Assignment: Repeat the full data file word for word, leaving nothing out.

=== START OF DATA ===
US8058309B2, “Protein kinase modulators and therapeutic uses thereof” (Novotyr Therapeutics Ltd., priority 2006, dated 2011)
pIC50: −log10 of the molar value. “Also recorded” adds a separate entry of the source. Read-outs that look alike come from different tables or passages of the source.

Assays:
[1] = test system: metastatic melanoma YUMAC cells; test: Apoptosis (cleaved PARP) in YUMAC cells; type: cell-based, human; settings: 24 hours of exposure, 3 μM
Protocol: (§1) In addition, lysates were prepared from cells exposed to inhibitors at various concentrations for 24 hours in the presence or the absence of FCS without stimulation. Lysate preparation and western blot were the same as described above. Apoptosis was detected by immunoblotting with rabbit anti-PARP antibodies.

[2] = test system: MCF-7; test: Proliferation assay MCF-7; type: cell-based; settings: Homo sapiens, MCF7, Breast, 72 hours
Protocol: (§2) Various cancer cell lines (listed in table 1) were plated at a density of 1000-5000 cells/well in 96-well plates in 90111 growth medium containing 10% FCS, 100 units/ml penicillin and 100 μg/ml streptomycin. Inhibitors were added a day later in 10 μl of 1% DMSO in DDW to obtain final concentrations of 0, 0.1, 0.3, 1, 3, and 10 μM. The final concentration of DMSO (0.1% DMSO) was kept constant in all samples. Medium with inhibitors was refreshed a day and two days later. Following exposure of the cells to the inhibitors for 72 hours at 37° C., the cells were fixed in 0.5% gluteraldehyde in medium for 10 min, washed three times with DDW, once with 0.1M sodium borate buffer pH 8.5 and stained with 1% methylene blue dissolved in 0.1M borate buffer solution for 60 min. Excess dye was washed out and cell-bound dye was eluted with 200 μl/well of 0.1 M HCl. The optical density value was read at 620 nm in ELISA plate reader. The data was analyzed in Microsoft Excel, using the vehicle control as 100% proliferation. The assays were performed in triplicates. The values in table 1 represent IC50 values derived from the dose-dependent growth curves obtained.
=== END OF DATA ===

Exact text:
US8058309B2, “Protein kinase modulators and therapeutic uses thereof” (Novotyr Therapeutics Ltd., priority 2006, dated 2011)
pIC50: −log10 of the molar value. “Also recorded” adds a separate entry of the source. Read-outs that look alike come from different tables or passages of the source.

Assays:
[1] = test system: metastatic melanoma YUMAC cells; test: Apoptosis (cleaved PARP) in YUMAC cells; type: cell-based, human; settings: 24 hours of exposure, 3 μM
Protocol: (§1) In addition, lysates were prepared from cells exposed to inhibitors at various concentrations for 24 hours in the presence or the absence of FCS without stimulation. Lysate preparation and western blot were the same as described above. Apoptosis was detected by immunoblotting with rabbit anti-PARP antibodies.

[2] = test system: MCF-7; test: Proliferation assay MCF-7; type: cell-based; settings: Homo sapiens, MCF7, Breast, 72 hours
Protocol: (§2) Various cancer cell lines (listed in table 1) were plated at a density of 1000-5000 cells/well in 96-well plates in 90111 growth medium containing 10% FCS, 100 units/ml penicillin and 100 μg/ml streptomycin. Inhibitors were added a day later in 10 μl of 1% DMSO in DDW to obtain final concentrations of 0, 0.1, 0.3, 1, 3, and 10 μM. The final concentration of DMSO (0.1% DMSO) was kept constant in all samples. Medium with inhibitors was refreshed a day and two days later. Following exposure of the cells to the inhibitors for 72 hours at 37° C., the cells were fixed in 0.5% gluteraldehyde in medium for 10 min, washed three times with DDW, once with 0.1M sodium borate buffer pH 8.5 and stained with 1% methylene blue dissolved in 0.1M borate buffer solution for 60 min. Excess dye was washed out and cell-bound dye was eluted with 200 μl/well of 0.1 M HCl. The optical density value was read at 620 nm in ELISA plate reader. The data was analyzed in Microsoft Excel, using the vehicle control as 100% proliferation. The assays were performed in triplicates. The values in table 1 represent IC50 values derived from the dose-dependent growth curves obtained.